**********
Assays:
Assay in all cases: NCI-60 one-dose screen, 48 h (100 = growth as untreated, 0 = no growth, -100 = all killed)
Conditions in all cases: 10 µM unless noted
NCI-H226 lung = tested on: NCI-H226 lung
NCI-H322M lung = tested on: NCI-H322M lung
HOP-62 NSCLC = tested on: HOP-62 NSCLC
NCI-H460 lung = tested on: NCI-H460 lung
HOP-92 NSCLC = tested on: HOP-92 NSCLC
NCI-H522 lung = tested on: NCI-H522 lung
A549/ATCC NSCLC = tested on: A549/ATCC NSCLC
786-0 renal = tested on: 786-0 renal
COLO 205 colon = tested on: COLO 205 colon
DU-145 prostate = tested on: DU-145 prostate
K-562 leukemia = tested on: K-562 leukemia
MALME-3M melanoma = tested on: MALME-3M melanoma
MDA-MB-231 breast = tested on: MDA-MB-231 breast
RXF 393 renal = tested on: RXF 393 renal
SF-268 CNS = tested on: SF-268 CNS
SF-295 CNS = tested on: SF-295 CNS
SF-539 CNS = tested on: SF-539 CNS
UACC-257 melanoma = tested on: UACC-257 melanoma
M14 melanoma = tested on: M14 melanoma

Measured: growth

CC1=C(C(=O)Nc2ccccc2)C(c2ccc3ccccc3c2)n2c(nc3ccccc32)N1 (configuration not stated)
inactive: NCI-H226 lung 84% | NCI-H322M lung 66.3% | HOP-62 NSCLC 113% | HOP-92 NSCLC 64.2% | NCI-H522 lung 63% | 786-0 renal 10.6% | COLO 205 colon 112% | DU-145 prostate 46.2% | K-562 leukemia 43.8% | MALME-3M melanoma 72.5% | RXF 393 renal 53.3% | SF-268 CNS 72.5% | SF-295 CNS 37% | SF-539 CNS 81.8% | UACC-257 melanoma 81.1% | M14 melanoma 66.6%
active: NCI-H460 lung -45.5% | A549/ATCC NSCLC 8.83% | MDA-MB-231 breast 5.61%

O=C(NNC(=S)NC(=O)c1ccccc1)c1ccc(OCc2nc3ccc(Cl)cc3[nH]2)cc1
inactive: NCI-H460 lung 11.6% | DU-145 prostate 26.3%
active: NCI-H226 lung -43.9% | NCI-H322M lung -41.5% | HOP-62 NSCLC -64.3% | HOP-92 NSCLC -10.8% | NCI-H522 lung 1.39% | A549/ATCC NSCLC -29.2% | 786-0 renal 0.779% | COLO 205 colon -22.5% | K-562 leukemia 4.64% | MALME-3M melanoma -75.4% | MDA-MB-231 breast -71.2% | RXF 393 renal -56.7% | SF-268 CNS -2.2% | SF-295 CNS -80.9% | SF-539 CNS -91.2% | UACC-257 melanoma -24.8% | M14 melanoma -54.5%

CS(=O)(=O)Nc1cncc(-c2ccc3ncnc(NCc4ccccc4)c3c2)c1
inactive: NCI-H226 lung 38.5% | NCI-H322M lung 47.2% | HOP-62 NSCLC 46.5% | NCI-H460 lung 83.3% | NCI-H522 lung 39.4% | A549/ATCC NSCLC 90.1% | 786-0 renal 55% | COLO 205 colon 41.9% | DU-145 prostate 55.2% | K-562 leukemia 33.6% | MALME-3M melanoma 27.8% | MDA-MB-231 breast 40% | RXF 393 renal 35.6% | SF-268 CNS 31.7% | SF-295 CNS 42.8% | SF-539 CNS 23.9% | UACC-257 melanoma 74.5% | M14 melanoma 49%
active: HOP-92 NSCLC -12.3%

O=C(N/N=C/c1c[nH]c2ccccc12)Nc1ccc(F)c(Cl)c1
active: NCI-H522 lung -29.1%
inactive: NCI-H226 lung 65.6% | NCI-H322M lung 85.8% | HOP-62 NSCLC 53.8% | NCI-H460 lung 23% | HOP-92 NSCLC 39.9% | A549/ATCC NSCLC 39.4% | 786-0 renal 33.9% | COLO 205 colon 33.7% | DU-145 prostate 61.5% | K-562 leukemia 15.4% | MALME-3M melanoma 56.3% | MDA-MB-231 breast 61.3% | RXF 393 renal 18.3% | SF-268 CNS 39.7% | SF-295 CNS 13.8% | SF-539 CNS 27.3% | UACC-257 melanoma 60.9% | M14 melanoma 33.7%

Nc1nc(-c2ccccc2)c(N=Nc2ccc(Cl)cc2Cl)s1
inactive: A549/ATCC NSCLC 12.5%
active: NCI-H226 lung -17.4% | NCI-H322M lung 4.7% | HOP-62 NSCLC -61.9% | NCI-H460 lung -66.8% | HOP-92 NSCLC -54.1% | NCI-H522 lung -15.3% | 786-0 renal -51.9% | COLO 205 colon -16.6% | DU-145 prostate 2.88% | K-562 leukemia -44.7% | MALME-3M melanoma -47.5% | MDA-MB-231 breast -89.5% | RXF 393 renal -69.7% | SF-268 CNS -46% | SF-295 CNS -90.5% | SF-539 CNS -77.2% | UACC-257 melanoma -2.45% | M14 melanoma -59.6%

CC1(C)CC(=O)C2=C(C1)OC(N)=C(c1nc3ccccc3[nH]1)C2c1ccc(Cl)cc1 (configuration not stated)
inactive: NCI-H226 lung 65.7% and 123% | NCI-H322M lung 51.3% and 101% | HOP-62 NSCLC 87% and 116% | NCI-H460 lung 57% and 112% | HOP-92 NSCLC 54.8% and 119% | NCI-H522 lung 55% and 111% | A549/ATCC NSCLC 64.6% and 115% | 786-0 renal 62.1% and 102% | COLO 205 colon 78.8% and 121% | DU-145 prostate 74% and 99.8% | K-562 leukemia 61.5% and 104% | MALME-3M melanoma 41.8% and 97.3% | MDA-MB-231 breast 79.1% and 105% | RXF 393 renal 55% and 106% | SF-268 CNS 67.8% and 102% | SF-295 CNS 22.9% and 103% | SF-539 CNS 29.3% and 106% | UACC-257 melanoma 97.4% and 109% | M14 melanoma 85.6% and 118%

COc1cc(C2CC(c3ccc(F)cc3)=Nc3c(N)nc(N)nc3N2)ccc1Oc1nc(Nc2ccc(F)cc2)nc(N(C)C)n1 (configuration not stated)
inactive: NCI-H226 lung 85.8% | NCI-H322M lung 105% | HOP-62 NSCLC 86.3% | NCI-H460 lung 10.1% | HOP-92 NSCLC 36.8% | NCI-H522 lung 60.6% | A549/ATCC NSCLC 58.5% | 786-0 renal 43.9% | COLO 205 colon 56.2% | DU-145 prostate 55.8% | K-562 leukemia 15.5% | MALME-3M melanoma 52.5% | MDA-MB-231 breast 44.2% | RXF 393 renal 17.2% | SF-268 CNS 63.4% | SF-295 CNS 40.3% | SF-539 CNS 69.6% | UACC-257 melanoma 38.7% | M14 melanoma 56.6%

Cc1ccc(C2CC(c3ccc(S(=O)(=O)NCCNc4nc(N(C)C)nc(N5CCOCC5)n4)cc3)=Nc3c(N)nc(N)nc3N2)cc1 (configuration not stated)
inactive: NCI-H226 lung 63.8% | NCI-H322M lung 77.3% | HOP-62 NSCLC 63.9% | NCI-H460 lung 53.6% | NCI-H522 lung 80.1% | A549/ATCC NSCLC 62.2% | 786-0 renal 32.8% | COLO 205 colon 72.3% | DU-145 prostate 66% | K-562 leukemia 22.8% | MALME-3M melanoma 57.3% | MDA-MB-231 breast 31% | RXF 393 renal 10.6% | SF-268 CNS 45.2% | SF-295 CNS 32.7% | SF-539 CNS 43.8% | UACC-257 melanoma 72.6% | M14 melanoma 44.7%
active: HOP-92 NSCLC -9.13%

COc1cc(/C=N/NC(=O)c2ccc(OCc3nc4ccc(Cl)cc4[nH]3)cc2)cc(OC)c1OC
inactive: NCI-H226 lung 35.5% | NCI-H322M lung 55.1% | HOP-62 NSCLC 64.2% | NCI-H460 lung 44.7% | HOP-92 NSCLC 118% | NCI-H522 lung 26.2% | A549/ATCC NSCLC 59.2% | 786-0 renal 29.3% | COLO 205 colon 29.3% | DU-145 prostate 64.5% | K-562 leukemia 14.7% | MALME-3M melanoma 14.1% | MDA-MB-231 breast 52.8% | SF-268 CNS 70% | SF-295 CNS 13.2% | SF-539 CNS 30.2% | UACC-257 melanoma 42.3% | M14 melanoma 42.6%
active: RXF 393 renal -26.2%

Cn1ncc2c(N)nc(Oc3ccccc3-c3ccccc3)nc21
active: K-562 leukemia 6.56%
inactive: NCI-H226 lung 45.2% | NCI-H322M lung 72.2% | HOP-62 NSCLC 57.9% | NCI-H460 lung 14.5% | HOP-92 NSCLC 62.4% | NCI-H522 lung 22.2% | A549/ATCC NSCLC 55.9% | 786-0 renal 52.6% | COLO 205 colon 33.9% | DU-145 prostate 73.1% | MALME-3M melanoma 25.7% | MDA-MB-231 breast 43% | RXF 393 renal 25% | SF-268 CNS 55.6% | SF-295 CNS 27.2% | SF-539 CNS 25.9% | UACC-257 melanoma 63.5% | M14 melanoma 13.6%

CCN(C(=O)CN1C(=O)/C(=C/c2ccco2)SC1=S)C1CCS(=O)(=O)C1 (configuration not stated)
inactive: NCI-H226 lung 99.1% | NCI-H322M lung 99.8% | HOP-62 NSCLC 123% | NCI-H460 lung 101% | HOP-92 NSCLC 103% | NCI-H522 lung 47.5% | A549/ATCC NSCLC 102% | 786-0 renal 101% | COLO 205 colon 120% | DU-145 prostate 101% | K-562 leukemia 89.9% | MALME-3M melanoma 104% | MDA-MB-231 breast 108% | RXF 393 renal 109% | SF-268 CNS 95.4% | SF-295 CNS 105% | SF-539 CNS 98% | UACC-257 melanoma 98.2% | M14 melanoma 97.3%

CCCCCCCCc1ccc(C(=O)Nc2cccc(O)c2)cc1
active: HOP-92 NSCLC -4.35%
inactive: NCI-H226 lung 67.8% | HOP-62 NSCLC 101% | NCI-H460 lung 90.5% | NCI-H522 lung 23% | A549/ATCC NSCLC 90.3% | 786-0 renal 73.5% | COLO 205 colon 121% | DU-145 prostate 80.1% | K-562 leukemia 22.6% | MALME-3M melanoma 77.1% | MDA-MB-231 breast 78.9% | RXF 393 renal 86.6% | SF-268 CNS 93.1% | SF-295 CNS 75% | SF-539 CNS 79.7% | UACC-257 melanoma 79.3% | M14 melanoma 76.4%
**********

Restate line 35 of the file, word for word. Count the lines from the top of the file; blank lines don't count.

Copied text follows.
inactive: NCI-H226 lung 65.6% | NCI-H322M lung 85.8% | HOP-62 NSCLC 53.8% | NCI-H460 lung 23% | HOP-92 NSCLC 39.9% | A549/ATCC NSCLC 39.4% | 786-0 renal 33.9% | COLO 205 colon 33.7% | DU-145 prostate 61.5% | K-562 leukemia 15.4% | MALME-3M melanoma 56.3% | MDA-MB-231 breast 61.3% | RXF 393 renal 18.3% | SF-268 CNS 39.7% | SF-295 CNS 13.8% | SF-539 CNS 27.3% | UACC-257 melanoma 60.9% | M14 melanoma 33.7%